Newport Bucket Regatta Overall wWnner Indio (Photo by George Bekris)

Newport Bucket Regatta Overall wWnner Indio (Photo by George Bekris)

The around the island courses create spectacular opportunities to view these breathtaking vessels under sail. The racing format has been modified somewhat, with the start times set so that the classes should finish together. This change is designed to make the racing both more competitive and safer.

Now in their 27th year, the Bucket regattas attract the crème de la crème of yacht builders from every sailing nation, with several builders boasting multiple entries. The “Big Five” sailing yacht builders (Perini Navi, Royal Huisman, Holland Jachtbouw, Alloy Yachts and Vitters) have for many years supported the Bucket Regattas, playing a meaningful role in growing the Bucket and helping maintain the non-commercial atmosphere, another significant hallmark of Bucket races.

Parsifal III (Photo by George Bekris / www.georgebekris. com)

One of Executive Director Tim Laughridge’s goals is to ensure that the renowned Spirit of the Bucket is retained while providing participants with great class racing. He’ll be helming Parsifal III and racing to win, but reminds everyone that the overriding theme is to sail safe and win the party!

The four class winners of the 2013 St Barths Bucket will each receive a Ship’s Bell Clock from Chelsea Clock.

St. Barths Bucket Regatta 2012 rounding the island. (Photo © 2012 by Tim Wright / www.photoaction.com)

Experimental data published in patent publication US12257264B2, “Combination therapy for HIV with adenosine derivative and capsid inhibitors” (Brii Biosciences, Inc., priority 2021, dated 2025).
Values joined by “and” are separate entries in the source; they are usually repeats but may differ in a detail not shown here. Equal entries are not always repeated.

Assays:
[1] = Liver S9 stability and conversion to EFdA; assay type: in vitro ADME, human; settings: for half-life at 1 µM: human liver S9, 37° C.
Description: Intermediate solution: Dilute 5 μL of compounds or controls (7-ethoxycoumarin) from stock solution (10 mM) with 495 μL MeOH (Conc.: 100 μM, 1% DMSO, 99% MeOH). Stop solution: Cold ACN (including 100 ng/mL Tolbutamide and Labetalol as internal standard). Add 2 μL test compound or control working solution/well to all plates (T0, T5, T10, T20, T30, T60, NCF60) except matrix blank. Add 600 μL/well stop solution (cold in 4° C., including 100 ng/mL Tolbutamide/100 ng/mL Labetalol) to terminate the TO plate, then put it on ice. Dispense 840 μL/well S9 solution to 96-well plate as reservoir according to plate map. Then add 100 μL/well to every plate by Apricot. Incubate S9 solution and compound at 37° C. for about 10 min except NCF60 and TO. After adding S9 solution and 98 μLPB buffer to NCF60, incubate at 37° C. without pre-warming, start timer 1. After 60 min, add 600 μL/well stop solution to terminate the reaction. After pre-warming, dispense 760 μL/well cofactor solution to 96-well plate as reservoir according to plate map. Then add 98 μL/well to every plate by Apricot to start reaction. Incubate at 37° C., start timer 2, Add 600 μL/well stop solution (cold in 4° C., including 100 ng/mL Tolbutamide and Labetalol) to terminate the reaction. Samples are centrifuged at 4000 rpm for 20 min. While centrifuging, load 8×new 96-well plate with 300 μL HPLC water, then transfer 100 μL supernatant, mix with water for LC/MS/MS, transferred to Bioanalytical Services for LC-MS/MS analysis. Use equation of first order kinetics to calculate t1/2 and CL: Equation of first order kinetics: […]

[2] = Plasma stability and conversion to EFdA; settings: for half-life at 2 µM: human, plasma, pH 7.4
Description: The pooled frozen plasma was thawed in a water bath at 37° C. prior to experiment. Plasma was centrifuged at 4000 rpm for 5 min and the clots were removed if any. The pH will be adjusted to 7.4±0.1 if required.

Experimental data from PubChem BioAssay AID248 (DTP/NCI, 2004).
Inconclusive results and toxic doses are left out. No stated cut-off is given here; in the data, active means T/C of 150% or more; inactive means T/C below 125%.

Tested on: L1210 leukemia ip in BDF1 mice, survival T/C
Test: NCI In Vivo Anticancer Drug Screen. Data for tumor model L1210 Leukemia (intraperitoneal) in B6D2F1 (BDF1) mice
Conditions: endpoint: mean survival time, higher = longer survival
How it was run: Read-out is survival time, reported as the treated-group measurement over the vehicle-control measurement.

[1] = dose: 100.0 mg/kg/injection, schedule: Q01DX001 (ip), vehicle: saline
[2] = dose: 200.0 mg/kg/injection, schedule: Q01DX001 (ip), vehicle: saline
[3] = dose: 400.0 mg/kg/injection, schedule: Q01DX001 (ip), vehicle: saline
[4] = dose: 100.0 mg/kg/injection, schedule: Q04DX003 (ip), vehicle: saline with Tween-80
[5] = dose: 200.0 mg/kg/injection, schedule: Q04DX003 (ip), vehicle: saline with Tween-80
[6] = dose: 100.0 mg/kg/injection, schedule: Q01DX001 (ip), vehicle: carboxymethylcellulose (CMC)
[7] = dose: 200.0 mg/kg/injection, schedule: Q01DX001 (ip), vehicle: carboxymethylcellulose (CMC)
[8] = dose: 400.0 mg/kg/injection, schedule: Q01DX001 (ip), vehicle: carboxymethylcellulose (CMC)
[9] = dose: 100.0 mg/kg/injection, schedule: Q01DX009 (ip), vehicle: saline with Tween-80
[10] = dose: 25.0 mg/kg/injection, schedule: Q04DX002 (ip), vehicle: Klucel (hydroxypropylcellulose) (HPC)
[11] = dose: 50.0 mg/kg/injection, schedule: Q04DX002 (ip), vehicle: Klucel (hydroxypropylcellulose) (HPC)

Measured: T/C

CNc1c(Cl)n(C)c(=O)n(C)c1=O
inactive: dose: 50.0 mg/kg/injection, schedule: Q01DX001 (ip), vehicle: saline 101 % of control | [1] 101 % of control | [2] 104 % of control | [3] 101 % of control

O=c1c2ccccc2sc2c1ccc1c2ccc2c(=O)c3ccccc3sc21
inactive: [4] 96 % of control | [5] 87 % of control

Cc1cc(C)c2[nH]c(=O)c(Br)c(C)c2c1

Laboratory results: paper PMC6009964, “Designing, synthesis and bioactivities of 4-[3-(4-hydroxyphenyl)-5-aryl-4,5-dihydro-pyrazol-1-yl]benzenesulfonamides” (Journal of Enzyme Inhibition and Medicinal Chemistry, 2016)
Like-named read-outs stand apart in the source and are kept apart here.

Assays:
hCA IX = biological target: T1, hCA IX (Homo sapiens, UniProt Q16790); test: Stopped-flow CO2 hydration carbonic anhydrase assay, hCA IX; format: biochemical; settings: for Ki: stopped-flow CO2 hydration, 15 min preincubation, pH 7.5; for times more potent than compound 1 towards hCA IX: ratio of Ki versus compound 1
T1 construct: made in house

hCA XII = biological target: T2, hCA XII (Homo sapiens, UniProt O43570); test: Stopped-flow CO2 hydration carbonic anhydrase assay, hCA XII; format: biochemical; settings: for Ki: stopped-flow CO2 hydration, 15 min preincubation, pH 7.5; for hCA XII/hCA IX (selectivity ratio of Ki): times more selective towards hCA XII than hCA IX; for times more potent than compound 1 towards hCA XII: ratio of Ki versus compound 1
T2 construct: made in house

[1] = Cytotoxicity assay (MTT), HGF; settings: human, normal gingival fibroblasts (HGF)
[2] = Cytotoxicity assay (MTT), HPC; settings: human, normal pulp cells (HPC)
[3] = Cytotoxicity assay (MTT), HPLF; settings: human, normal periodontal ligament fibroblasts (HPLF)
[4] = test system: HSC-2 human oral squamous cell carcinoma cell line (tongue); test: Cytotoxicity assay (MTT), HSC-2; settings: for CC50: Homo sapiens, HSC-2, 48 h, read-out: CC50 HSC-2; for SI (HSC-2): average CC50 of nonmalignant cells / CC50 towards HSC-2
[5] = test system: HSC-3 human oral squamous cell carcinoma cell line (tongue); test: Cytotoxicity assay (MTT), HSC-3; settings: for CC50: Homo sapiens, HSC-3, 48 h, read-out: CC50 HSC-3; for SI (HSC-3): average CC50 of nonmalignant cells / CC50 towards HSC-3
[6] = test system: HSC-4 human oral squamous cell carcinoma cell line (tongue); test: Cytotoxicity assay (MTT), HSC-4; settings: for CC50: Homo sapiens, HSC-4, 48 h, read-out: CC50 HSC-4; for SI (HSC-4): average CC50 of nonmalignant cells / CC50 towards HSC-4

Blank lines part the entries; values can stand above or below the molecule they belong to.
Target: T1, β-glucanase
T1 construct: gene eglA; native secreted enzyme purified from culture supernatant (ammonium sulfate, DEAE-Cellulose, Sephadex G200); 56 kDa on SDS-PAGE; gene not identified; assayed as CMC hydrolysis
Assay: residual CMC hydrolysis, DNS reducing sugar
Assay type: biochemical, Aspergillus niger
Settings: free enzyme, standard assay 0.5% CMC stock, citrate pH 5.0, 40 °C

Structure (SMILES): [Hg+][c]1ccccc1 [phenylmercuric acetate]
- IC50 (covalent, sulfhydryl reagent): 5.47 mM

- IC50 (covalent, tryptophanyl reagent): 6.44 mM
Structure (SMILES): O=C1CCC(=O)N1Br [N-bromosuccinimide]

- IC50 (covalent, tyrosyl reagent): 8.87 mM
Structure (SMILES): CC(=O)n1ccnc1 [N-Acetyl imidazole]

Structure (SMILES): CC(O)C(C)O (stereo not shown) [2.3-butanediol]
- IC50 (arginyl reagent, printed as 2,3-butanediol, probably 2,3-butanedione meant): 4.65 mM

J Class
Yachts (5) LOA(m) Type Builder Designer
Hanuman 42m sloop Royal Huisman Dykstra Naval Architects
Lionheart 43m sloop Bloemsma/Claasen Jachtbouw Hoek Design
Rainbow 40m sloop Holland Jachtbouw Dykstra Naval Architects
Ranger 41m sloop Danish Yacht Sparkman & Stephens
Velsheda 40m sloop Camper & Nicholson Nicholson
les Gazelles des Mers
Yachts (9) LOA(m) Type Builder Designer
Baiurdo VI 35m sloop Abeking & Rasmussen Gilles Vaton
Cape Arrow 30m sloop Southern Wind Farr – Nauta
Chrisco 31m sloop CNB Luca Brenta
Indio 30m sloop Wally Yachts Frers Naval Architecture
Leopard3 30m sloop McConaghy Farr Yacht Design
P2 38m sloop Perini Navi Philippe Briand
Rebecca 43m ketch Pendennis Frers Naval Architecture
Unfurled 34m sloop Royal Huisman Frers Naval Architecture
Visione 45m sloop Baltic Yachts Reichel/Pugh Yacht Design
les Mademoiselles des Mers
Yachts (10) LOA(m) Type Builder Designer
Adela 55m schooner Pendennis Dykstra Naval Architects
Athos 62m schooner Holland Jachtbouw Hoek Design
Koo (non spin) 43m sloop Vitters Shipyard Dubois Naval Architects
Lady B 45m sloop Vitters Shipyard Dubois Naval Architects
Prana 52m sloop Alloy Yachts Dubois Naval Architects
Salperton IV 45m sloop Fitzroy Yachts Dubois Naval Architects
Sarafin’ 31m sloop Oyster/RMK Marine Dubois Naval Architects
Symmetry 29m sloop Yachting Developments Frers Naval Architecture
Wild Horses 24m sloop Brooklin Boat Yard Joel White
Zefira 50m sloop Fitzroy Yachts Dubois Naval Architects
les Grandes Dames des Mers
Yachts (12) LOA(m) Type Builder Designer
Andromeda La Dea 48m ketch Perini Navi Perini Navi
Axia 38m ketch Palmer Johnson Sparkman & Stephens
Blue Too 34m ketch Alloy Yachts Ron Holland Design
Georgia 48m sloop Alloy Yachts Studio Scanu Sri Butch
Luna 52m sloop Perini Navi Perini Navi
Maltese Falcon 88m schooner Perini Istanbul Dykstra Naval Architects
Panthalassa 56m ketch Perini Navi Ron Holland Design
Parsifal III 54m ketch Perini Navi Ron Holland Design
Rosehearty 56m ketch Perini Navi Ron Holland Design